August 10, 2018 (KHARTOUM) – Sudan’s inflation rate has risen to 63,94% in July compared to 63, in June, reported the Central Bureau of Statistics (CBoS).
- Fruit-seller in the Sudanese capital, Khartoum (Reuters)
In its monthly bulletin issued on Thursday, the CBoS attributed the rise in inflation rate to the continued increase in the price of food and beverages group.
Economic conditions in Sudan have been challenging since the secession of South Sudan in 2011 and the loss of the bulk of oil production and exports.
The withdrawal of South Sudan oil has compounded the difficult external environment, including debt arrears, limited access to external financing, U.S. sanctions, and the withdrawal of correspondent bank relations.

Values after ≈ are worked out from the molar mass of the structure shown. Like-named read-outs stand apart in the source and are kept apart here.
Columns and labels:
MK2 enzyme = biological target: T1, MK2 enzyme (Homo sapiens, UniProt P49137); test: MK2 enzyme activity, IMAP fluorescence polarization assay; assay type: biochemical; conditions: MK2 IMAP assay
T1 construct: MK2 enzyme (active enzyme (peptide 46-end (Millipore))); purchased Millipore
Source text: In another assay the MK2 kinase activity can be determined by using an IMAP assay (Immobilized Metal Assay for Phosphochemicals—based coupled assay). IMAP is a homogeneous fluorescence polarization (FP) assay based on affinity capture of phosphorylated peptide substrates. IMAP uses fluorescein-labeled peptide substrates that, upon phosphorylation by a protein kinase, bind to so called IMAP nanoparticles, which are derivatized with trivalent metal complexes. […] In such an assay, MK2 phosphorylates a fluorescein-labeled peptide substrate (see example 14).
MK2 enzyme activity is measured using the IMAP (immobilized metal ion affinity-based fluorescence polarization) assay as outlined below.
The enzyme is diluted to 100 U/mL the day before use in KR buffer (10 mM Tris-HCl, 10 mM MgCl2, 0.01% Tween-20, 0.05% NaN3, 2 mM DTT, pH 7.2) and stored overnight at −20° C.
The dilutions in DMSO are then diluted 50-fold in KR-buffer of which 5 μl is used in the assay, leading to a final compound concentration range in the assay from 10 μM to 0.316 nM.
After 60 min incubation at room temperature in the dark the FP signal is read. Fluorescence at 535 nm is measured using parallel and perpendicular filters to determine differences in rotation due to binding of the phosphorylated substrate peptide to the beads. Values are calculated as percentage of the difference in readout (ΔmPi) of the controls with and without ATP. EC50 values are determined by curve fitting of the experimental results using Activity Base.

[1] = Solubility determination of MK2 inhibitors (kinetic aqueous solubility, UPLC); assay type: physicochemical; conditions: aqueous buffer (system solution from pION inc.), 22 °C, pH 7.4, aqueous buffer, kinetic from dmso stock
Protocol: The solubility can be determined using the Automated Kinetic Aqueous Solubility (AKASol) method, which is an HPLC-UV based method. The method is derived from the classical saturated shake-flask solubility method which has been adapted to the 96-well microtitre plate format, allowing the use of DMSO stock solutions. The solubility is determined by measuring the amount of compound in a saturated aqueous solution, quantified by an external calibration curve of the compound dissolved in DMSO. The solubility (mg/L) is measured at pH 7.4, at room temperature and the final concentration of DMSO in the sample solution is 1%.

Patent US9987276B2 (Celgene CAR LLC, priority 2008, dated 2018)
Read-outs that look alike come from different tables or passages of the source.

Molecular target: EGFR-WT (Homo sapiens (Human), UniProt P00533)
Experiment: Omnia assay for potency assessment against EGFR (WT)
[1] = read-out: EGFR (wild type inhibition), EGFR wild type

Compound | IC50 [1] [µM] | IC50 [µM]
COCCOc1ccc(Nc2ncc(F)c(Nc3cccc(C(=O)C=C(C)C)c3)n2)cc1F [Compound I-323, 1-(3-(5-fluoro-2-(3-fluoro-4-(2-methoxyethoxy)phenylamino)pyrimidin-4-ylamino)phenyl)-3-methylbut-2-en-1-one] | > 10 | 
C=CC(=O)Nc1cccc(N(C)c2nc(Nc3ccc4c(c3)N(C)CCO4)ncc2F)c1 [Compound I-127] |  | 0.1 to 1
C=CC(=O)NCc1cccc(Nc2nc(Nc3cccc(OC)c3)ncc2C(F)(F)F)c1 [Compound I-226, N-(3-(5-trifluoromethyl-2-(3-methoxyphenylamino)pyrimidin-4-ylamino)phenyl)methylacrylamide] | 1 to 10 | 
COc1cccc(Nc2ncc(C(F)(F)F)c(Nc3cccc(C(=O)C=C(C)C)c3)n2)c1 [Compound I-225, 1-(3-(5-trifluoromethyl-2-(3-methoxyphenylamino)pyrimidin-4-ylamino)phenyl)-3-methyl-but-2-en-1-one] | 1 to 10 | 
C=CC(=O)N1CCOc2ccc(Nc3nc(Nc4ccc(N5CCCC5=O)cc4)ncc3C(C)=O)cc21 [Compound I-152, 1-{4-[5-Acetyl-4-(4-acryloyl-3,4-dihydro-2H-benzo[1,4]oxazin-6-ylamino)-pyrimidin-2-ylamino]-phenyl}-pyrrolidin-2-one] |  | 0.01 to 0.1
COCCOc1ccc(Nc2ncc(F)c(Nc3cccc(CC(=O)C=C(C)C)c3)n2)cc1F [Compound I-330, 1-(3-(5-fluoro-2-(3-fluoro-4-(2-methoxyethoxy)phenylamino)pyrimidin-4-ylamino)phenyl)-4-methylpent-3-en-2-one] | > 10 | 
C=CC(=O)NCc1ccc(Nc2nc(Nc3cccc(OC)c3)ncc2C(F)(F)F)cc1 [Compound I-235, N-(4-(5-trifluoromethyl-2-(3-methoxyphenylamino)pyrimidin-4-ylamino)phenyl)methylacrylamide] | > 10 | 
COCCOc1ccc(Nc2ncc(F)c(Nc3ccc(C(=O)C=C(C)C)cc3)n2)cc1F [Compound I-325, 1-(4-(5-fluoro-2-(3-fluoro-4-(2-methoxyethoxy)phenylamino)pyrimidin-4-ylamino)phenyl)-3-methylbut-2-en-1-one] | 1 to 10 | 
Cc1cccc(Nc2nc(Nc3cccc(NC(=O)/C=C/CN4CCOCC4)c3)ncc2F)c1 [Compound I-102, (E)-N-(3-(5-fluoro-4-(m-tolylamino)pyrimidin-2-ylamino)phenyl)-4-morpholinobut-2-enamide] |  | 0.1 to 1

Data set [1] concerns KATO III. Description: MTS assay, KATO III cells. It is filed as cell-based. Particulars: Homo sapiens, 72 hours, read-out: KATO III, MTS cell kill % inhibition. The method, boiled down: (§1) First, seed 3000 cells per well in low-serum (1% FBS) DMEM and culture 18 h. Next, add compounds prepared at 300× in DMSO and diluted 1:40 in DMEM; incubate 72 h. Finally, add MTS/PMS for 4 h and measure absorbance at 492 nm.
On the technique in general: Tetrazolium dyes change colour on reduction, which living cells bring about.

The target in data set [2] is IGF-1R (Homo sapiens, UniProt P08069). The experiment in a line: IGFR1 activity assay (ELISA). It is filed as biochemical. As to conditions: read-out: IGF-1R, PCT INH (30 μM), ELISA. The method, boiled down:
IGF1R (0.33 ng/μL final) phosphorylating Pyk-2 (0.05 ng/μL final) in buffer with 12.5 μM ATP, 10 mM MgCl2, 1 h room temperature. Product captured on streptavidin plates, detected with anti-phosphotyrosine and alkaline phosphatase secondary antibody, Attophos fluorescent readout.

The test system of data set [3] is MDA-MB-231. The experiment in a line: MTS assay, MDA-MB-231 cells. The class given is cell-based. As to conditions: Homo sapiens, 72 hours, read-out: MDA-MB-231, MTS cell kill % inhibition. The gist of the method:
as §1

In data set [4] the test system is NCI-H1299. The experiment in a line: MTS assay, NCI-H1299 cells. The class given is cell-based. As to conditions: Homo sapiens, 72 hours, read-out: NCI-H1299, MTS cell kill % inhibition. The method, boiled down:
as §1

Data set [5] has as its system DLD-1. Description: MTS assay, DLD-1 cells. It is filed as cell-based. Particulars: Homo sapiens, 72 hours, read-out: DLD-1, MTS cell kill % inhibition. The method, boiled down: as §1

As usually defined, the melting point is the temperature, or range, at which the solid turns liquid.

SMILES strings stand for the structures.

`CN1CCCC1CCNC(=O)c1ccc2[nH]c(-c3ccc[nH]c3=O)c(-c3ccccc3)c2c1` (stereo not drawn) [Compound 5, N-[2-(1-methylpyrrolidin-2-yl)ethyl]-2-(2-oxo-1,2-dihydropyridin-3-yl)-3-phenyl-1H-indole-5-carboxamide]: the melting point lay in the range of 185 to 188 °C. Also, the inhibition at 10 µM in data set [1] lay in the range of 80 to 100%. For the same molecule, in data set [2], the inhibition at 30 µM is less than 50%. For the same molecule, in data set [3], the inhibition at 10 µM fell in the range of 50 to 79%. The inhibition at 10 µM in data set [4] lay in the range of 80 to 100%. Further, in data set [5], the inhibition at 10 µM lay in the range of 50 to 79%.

It is noteworthy that the director of the Troubled Currencies Programme at Johns Hopkins University Steve Hanke said Sudan’s annual inflation rate measured for 6/13/18, was 111%.
The government seeks to achieve an average inflation rate of 19,5% by the end of the 2018 fiscal year compared to 34,1% in 2017.
The high inflation rate and general increase in price levels coincides with a significant rise in the U.S. dollar price against the Sudanese pound.
Last week, the dollar price hit an all-time high on the black market as the Sudanese pound (SDG) declined to 47,00 per dollar.
Also, the purchase price of the U.S. dollar that is being transferred into accounts abroad particularly in Dubai reached 50 Sudanese pounds.